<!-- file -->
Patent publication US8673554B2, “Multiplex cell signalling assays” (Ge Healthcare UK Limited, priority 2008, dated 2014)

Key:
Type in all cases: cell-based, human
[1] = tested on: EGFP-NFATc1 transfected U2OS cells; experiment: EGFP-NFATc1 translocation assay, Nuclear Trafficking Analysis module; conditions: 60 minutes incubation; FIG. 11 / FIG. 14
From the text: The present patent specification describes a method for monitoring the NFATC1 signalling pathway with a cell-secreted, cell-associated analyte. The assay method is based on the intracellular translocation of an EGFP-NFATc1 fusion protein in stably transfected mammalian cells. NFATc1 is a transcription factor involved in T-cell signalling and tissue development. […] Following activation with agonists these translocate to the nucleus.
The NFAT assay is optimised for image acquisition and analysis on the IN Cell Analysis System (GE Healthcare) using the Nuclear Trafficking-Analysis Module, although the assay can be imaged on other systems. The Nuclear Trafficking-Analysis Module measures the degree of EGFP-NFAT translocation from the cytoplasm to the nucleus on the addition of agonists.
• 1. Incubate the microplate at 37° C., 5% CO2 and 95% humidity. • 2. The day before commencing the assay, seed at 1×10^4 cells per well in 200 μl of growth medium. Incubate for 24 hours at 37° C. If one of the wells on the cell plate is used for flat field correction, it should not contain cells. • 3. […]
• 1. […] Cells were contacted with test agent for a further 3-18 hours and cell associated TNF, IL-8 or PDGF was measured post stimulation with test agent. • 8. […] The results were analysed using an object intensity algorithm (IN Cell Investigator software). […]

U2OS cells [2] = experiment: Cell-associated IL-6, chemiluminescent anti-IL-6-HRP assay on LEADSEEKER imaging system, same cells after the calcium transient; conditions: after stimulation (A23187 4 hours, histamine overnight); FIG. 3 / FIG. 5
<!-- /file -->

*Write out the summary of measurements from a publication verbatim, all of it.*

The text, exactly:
Patent publication US8673554B2, “Multiplex cell signalling assays” (Ge Healthcare UK Limited, priority 2008, dated 2014)

Key:
Type in all cases: cell-based, human
[1] = tested on: EGFP-NFATc1 transfected U2OS cells; experiment: EGFP-NFATc1 translocation assay, Nuclear Trafficking Analysis module; conditions: 60 minutes incubation; FIG. 11 / FIG. 14
From the text: The present patent specification describes a method for monitoring the NFATC1 signalling pathway with a cell-secreted, cell-associated analyte. The assay method is based on the intracellular translocation of an EGFP-NFATc1 fusion protein in stably transfected mammalian cells. NFATc1 is a transcription factor involved in T-cell signalling and tissue development. […] Following activation with agonists these translocate to the nucleus.
The NFAT assay is optimised for image acquisition and analysis on the IN Cell Analysis System (GE Healthcare) using the Nuclear Trafficking-Analysis Module, although the assay can be imaged on other systems. The Nuclear Trafficking-Analysis Module measures the degree of EGFP-NFAT translocation from the cytoplasm to the nucleus on the addition of agonists.
• 1. Incubate the microplate at 37° C., 5% CO2 and 95% humidity. • 2. The day before commencing the assay, seed at 1×10^4 cells per well in 200 μl of growth medium. Incubate for 24 hours at 37° C. If one of the wells on the cell plate is used for flat field correction, it should not contain cells. • 3. […]
• 1. […] Cells were contacted with test agent for a further 3-18 hours and cell associated TNF, IL-8 or PDGF was measured post stimulation with test agent. • 8. […] The results were analysed using an object intensity algorithm (IN Cell Investigator software). […]

U2OS cells [2] = experiment: Cell-associated IL-6, chemiluminescent anti-IL-6-HRP assay on LEADSEEKER imaging system, same cells after the calcium transient; conditions: after stimulation (A23187 4 hours, histamine overnight); FIG. 3 / FIG. 5